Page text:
History in Focus: The New Deal in Moffat County

The onset of the Great Depression in October of 1929 sent the United States into an economic tailspin.  Elected president in 1932, Franklin Delano Roosevelt’s “New Deal” promised to help Americans through the crisis. One of the largest of the New Deal programs, the Works Progress Administration (WPA) was active in creating jobs in Moffat County while also spawning questions about the future of America.

The WPA was established by presidential executive order 7034 under the Emergency Relief Appropriation Act of 1935. The goal of the WPA was to put the unemployed to work instead of receiving welfare relief. At its height, the WPA employed 3.3 million Americans building roads, schools, hospitals, waterworks, libraries, parks and many more infrastructure projects. In Colorado alone, approximately 150,000 people were at least briefly employed by the WPA (Colorado Encyclopedia).

In order to funnel all the elements of an economy into the arms of government direction, a labyrinth of bureaucracy was created. First, once WPA funding was approved, state and local governments had to scrounge up 10-15% matching funds in the form of labor and materials. (Colorado Encyclopedia).

Next, to be employed on WPA projects residents had to apply to the county welfare board, be on relief for a certain amount of time and only one “breadwinner” per family was allowed to work for a basic “security” wage. Applicants were assured they would not face coercion or exclusion based on political beliefs. 

An individual’s application was sent to the WPA office in Grand Junction for verification. Once approved, eligible workers could be assigned to various projects. (Oak Creek Times, 6/30/36 and Craig Empire Courier (CEC), 3/29/39).  

Once all of this red tape was completed a wide range of projects were undertaken in the area. In 1936, Fortification Creek was straightened and lined with rip-rap and the nearby streets of Lincoln, Colorado, Legion and Sixth were graded and surfaced with gravel. An application was submitted to the WPA in Grand Junction to landscape the Yampa school with lawns, trees and flower gardens. A water filtration system was given the green light in November of 1936. (CEC, 4/8, 4/15 and 11/8/36). 

In 1938 a fire-proof store room was constructed behind the old and soon to be demolished court house. Very importantly, $8,970.00 of WPA funds extended sewer lines throughout Craig, (CEC, 2/16 and 3/23).

The most significant and still visible WPA accomplishments include the wonderfully matching brick wings to each side of the Yampa school building, the sandstone building on 260 Ranney Street (home of today’s CDOT headquarters), and the fairgrounds Pavilion. All of these edifices are still in use today.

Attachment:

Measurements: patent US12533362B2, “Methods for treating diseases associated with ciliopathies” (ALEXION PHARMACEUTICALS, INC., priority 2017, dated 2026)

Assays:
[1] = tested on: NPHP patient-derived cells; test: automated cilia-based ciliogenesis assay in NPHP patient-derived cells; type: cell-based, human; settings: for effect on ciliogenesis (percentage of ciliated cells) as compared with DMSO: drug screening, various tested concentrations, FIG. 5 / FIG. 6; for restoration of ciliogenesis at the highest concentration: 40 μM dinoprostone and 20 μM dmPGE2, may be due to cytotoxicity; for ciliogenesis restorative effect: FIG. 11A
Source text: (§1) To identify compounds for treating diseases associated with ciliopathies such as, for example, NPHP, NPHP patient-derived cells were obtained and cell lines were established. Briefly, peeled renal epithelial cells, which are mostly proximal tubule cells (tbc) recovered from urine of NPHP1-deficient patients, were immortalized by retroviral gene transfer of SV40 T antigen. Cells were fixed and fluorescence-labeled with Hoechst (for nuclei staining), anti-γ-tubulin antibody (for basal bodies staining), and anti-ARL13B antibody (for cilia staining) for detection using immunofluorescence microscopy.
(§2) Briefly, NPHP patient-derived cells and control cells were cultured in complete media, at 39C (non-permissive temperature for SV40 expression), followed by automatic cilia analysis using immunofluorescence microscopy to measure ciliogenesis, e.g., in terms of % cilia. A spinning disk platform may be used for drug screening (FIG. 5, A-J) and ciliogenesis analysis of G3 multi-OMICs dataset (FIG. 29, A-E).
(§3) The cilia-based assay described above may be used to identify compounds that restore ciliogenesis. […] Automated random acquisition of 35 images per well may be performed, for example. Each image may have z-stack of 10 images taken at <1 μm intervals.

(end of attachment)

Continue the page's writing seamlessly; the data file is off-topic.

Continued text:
Amazingly, in April of 1937, 13 of the 26 workers on the water filtration plant felt justified to go on strike. Their beef revolved around the perceived unfairness of the unskilled labor wage of $40.00 per month while skilled labor rates were set at $55.00. However, the other half of the crew opted to continue working (CEC, 4/14/37).

Chuck Stoddard, editor of the Craig Empire-Courier, questioned the logic of the strikers and the New Deal as it related to American ideals. “If the federal government is obliged to give jobs to every worker who has none, we must eventually have state socialism, or a highly complicated combination of capitalism and socialism which amounts to fascism.”

Digging even deeper, Stoddard perceived the motives of New Deal supporters as a play for power and a clear sign of fallible human nature.  “…I for one can find no signs of changes in the impelling motives of men and women. And until those are changed, talk of communism, socialism or fascism curing any of the ills of our economic order is puerile to say the least.”

By the way, I was also befuddled at the meaning of the word puerile, which means childishly silly or trivial.

Stoddard’s straightforward observations about the meaning of the strike at the water filtration plant still echo into today’s debates over health care, student loan relief and even whether or not the New Deal saved capitalism from revolution or led us down the road towards creeping state control.

Eighty years after the WPA ended in 1943, academic arguments surrounding the legacy of the New Deal continue. However, in the depths of those desperate years the WPA was vital in lifting the hopes of the millions of downtrodden and unemployed with the dignity of work, including many citizens of Moffat County.  

James Neton teaches history at Moffat County High School. He can be reached at Thanks to Dan Davidson of the Museum of Northwest Colorado for information on WPA buildings and access to the museum archives.

Yampa School Building, 775 Yampa Ave., possibly shortly after the addition of the North and South Wings in 1939. Photo by George Welch. Photo Courtesy of Museum of Northwest Colorado.
The front of the CDOT Region 3 Section 6 headquarters on 260 Ranney St. The construction of the brown sandstone building was a WPA project of the New Deal. Photo by James Neton.
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